Time to Short Coffee
In the past two weeks, the Brazilian government sold at auction to farmers put options for 3 million bags of coffee (roughly 10,000 NYBOT coffee “C” contracts) with a strike of $1.18/lb, and it is expected to sell another 3 million in upcoming auctions. This is fully 20% of this year’s projected Brazilian arabica coffee crop. All puts offered were sold; the bidding was very heavy in the first auction and somewhat lighter in the second. Based on previous experience with similar interventions (last seen in 2002), the government will not keep this coffee off the market, if the puts are exercised against them they will simply turn around and sell into the cash market, so this does not affect supply directly.
While at first this may appear bullish (“putting a floor under the market”), this development is actually intensely bearish. Remember, the government is not trying to make money here, they are deliberately giving money away. So instead of being a mildly bullish trade, this implies the government is concerned that coffee can/will go a lot lower, and that they feel farmers are under sufficient pressure to require an intervention. What do the farmers know that we don’t that makes them jump at the chance to lock in that price, even at the cost of paying substantial cash up front? Why does the government feel the need to do this now, and why do they call it a “coffee crisis”?
The answer is simple: the cash price for current crop coffee in Brazil has imploded, from $1.35/lb earlier this year to recent prices as low as $0.95/lb. While Brazilian arabica coffee is not deliverable on NYBOT, it is often interchangeable with that grade as far as end users are concerned. Typical differentials are stable at around 10 cents. Thus, the implied NYBOT coffee “C” cash price based on current Brazilian cash prices is around $1.05. Ouch. The main drivers behind this are (a) the largest off year crop ever at 39 million bags, and (b) no buyers! There are lots of players (commodity funds, etc) who want to buy coffee futures, but really not many people who want physical coffee at the moment. That is not a sustainable situation, and it will be resolved with the futures price converging towards the cash price.
Bear in mind also that world stocks are relatively quite high, and that next year’s Brazilian crop is likely to be a mega record breaker at over 50 million bags, possibly as high as 60 million with good weather, as the trend of increased production accelerates. Brazilian coffee alternates high and low yield years, and on top of that there is a lot of trees planted years ago which are now maturing so there is a trend to larger crops, corresponding to an increase of around 4 million bags per year. The sequence of crops in millions of bags from 2003 to 2008 has been 28, 39, 32, 42, 36, 46, with the current year predicted at 39 and ne ugg boots sale xt at 50+. As everyone is anticipating this, players in the market will be drawing down stocks substantially this year.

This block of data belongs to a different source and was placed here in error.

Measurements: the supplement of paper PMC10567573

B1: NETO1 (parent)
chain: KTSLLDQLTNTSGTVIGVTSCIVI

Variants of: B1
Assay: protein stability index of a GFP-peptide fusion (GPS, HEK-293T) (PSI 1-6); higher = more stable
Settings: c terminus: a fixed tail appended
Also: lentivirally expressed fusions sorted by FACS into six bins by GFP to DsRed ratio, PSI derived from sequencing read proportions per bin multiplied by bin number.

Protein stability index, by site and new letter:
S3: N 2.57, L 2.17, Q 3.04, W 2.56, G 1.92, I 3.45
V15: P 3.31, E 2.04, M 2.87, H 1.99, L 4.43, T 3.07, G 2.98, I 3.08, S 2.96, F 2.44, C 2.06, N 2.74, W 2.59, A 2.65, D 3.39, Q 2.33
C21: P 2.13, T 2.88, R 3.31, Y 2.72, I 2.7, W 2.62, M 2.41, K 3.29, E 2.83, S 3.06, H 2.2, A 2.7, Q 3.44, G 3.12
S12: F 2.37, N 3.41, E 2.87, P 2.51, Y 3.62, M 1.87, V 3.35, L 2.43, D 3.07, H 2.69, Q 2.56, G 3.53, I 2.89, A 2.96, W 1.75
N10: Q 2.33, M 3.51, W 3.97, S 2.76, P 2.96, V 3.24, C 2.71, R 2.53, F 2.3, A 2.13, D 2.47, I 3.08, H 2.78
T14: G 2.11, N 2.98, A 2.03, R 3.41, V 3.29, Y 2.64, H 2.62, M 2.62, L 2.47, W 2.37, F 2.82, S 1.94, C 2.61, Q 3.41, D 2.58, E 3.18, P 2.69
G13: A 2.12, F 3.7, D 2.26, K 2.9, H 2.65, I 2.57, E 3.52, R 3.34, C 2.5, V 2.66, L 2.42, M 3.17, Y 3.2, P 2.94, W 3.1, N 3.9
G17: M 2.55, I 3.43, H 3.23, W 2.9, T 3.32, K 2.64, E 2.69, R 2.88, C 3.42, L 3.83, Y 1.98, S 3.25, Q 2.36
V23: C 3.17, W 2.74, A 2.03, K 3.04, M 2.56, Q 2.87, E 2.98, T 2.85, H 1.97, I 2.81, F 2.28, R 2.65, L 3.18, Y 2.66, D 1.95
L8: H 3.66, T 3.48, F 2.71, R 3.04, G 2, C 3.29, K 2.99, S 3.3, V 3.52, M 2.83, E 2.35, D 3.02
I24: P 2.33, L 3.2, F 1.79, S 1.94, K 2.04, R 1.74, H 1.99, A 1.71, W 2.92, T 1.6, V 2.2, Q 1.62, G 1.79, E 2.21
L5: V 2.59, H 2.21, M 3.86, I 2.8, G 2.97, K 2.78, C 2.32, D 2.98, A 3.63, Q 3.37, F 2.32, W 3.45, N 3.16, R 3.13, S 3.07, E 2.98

In addition, there are a fe ugg boots sale w other, somewhat harder to quantify trends that are bearish for coffee. First, the trend for people to drink instant coffee or drink at home instead of at Starbucks (SBUX), and increased price sensitivity, will lead to roasters using more of the cheap robusta and less of the ex ugg boots sale pensive arabica in blends, thus narrowing the arabica premium. Second, according to NCA USA data, there has been a sharp drop in the number of regular coffee drinkers in the 18 24 age group last year (other age groups are relatively flat). This suggests coffee is no longer “cool”. Per capita consumption in the USA and Europe is down slightly in the last few years, confirming this. Third and last, there is a rough correlation between business activity and coffee consumption, given coffee’s status as the “office drug” of choice. Therefor ugg boots sale e, if you do not entirely believe the “green shoots” theory, you might also expect US demand for coffee to drop noticeably, by up to 10% or so (similar to what happened after the dot com bust). While these trends and observations are admittedly imprecise, they nonetheless point to demand which is at best flat, versus a continuing explosive increase in supply.
In light of all this, the crash in coffee from the May highs of over $1.40 to this month’s lows of $1.12 was no surprise, and neither is the overall downtrend since last year’s $1.66 high. The current move up off the lows is simply short covering of speculative positions (possibly triggered by the slight drop in the dollar) and it is close to done, offering a good entry point to short coffee again if you didn’t catch it at the previous high.